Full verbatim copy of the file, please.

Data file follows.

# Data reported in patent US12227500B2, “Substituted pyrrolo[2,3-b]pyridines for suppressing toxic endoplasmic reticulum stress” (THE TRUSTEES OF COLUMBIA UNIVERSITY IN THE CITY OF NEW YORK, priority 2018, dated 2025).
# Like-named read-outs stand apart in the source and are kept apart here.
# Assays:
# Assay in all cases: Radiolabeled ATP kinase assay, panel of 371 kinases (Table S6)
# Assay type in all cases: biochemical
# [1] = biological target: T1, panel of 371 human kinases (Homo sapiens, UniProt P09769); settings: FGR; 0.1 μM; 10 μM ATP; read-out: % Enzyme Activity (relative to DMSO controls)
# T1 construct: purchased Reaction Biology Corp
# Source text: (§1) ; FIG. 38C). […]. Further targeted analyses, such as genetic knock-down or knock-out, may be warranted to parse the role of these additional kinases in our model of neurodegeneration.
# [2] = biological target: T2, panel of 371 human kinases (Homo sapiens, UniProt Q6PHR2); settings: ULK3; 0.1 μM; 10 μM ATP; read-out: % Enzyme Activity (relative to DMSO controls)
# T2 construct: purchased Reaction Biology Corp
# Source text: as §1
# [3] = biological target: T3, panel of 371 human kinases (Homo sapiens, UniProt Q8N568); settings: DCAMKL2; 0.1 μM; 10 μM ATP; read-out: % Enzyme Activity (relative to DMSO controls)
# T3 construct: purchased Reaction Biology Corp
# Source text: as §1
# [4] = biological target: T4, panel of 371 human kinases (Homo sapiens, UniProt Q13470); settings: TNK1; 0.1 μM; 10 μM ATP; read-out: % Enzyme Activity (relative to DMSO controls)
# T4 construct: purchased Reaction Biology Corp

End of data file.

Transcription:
# Data reported in patent US12227500B2, “Substituted pyrrolo[2,3-b]pyridines for suppressing toxic endoplasmic reticulum stress” (THE TRUSTEES OF COLUMBIA UNIVERSITY IN THE CITY OF NEW YORK, priority 2018, dated 2025).
# Like-named read-outs stand apart in the source and are kept apart here.
# Assays:
# Assay in all cases: Radiolabeled ATP kinase assay, panel of 371 kinases (Table S6)
# Assay type in all cases: biochemical
# [1] = biological target: T1, panel of 371 human kinases (Homo sapiens, UniProt P09769); settings: FGR; 0.1 μM; 10 μM ATP; read-out: % Enzyme Activity (relative to DMSO controls)
# T1 construct: purchased Reaction Biology Corp
# Source text: (§1) ; FIG. 38C). […]. Further targeted analyses, such as genetic knock-down or knock-out, may be warranted to parse the role of these additional kinases in our model of neurodegeneration.
# [2] = biological target: T2, panel of 371 human kinases (Homo sapiens, UniProt Q6PHR2); settings: ULK3; 0.1 μM; 10 μM ATP; read-out: % Enzyme Activity (relative to DMSO controls)
# T2 construct: purchased Reaction Biology Corp
# Source text: as §1
# [3] = biological target: T3, panel of 371 human kinases (Homo sapiens, UniProt Q8N568); settings: DCAMKL2; 0.1 μM; 10 μM ATP; read-out: % Enzyme Activity (relative to DMSO controls)
# T3 construct: purchased Reaction Biology Corp
# Source text: as §1
# [4] = biological target: T4, panel of 371 human kinases (Homo sapiens, UniProt Q13470); settings: TNK1; 0.1 μM; 10 μM ATP; read-out: % Enzyme Activity (relative to DMSO controls)
# T4 construct: purchased Reaction Biology Corp